Courtesy Cross Gate Gallery
remembering a texas
This pastel of Triple Crown winner Assault sold more for than $5,000 at a recent art auction at Keeneland.
Texas-bred Assault still attracts attention more than 70 years after his birth
By Annie Johnson
A portrait of Hall of Fame champion Assault (1943–1971), the only Texas-bred Triple Crown winner, was one of 174 works of art up for bid at the 2015 Sporting Art Auction held at Keeneland in Lexington, Kentucky, in November. This was the third sale conducted by the partnership of Keeneland and Lexington’s Cross Gate Gallery as a way to fill the gap for an auction focused on the genre of sporting art. The 16” x 20” pastel, inscribed on the original mat as “Assault, by Bold Venture out of Igual by Equipoise,” was painted by Milton Menasco (1874–1974) and sold for $5,175. That price didn’t approach the sale-topping figure of $207,000 for artist Sir Alfred Munnings’ signed painting Lord Astor’s Broodmare and Foal but still sold for a significant price in the prestigious auction that netted more than $2.5 million in total sales. Owned and bred by Robert Kleberg Jr.’s King Ranch, Assault lived up to his threatening name on the racetrack, but the Thoroughbred also known as the “Texas Terror” was an unlikely hero. Not only did he stand just 15.2 hands high and weigh less than 1,000 pounds, but as a foal the “Little Chocolate Galloper” also split his right front foot by stepping on a surveyor’s spike in his King Ranch pasture—a devastating injury that could have been fatal, not just career-ending. Despite his deformed hoof, the tenacious colt was put into training under Hall of Famer Max Hirsch, and the “Club-Footed Comet” amassed two wins, two seconds and one third in nine starts during his 2-year-old year, including his victory in the Flash Stakes at Belmont Park at odds of 70-1. In the spring of his 3-year-old year, Assault won his first two races including the Wood Memorial, but a fourth-place finish in the Derby Trial the week following—one week prior to the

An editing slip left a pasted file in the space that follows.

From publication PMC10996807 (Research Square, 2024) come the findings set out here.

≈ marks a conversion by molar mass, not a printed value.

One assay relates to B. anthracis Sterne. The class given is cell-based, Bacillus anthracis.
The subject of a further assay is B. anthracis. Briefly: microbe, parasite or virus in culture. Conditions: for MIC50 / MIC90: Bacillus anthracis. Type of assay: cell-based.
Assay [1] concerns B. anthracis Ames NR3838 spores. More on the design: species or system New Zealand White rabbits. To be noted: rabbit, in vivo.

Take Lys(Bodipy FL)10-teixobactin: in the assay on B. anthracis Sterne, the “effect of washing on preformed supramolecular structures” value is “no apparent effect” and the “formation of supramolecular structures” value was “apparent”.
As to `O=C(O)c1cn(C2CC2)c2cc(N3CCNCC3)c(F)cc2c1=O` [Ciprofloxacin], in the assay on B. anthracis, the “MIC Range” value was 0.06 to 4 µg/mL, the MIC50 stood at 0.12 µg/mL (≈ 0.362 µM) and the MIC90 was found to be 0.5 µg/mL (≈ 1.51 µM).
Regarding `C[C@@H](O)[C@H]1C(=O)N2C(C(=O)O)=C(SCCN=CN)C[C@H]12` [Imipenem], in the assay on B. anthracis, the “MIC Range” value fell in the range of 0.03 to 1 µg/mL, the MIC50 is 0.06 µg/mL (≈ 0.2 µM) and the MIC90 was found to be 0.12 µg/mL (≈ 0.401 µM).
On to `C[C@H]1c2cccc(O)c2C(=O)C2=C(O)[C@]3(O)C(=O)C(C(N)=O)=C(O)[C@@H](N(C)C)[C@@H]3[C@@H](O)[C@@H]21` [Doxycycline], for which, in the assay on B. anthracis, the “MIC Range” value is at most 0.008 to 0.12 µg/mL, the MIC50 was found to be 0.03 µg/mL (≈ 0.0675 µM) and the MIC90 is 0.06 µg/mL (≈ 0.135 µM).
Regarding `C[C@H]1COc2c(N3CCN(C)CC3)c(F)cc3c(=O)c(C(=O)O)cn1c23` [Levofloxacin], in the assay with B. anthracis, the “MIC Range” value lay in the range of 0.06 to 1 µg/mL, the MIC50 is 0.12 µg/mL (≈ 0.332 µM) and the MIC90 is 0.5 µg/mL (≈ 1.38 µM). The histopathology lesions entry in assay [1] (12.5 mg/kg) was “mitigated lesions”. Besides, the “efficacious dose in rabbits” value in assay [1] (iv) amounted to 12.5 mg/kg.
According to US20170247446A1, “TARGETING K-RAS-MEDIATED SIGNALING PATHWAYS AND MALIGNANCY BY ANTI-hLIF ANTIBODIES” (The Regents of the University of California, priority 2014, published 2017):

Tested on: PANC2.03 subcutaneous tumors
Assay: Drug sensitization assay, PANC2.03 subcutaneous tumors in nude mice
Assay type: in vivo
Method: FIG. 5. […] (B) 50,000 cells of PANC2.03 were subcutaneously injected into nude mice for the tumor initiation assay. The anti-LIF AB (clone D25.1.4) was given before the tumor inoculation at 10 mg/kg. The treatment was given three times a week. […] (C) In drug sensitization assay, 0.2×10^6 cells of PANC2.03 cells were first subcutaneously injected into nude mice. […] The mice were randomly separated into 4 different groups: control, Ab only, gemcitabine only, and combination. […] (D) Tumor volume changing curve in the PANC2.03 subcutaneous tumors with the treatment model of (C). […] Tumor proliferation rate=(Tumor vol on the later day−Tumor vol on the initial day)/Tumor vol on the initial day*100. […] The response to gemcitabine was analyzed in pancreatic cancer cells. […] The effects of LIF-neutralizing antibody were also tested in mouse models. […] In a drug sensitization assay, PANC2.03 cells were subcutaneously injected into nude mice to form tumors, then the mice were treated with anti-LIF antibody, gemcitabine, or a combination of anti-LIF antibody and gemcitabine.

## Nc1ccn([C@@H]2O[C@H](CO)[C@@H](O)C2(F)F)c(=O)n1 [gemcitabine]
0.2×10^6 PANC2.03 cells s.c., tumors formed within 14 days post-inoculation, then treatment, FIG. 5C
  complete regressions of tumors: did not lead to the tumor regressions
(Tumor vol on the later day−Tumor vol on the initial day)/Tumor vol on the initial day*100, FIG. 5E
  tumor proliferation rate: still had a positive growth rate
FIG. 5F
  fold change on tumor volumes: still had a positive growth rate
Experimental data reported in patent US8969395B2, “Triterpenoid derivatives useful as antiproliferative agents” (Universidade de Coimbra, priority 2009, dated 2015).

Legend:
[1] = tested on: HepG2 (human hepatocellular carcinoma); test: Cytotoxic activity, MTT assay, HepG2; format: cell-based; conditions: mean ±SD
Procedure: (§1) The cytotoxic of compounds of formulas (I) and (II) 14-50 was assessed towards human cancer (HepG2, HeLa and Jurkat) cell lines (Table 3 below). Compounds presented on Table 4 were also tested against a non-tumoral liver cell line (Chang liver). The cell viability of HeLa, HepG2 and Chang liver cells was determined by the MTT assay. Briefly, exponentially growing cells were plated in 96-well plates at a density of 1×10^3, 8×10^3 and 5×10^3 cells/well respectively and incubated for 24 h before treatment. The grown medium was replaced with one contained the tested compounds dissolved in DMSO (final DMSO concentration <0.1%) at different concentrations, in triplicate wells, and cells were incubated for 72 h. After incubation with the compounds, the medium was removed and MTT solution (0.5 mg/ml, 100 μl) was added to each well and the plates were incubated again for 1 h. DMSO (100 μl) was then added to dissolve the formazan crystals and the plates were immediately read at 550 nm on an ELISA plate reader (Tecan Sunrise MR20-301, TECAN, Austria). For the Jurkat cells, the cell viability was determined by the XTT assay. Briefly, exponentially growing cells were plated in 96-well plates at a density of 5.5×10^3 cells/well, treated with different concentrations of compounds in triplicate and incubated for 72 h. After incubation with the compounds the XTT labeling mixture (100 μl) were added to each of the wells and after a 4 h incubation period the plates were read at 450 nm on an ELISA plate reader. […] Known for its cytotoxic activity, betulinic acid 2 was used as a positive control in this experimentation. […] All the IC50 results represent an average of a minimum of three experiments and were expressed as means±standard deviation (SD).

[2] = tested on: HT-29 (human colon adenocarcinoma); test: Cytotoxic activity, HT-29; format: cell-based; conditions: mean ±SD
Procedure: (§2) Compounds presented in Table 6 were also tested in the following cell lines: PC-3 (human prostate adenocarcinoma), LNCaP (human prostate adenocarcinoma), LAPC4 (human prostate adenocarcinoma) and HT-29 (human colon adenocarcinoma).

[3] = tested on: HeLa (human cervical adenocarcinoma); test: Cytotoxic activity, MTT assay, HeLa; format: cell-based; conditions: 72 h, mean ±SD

40 AMERICAN RACEHORSE • JANUARY/FEBRUARY 2016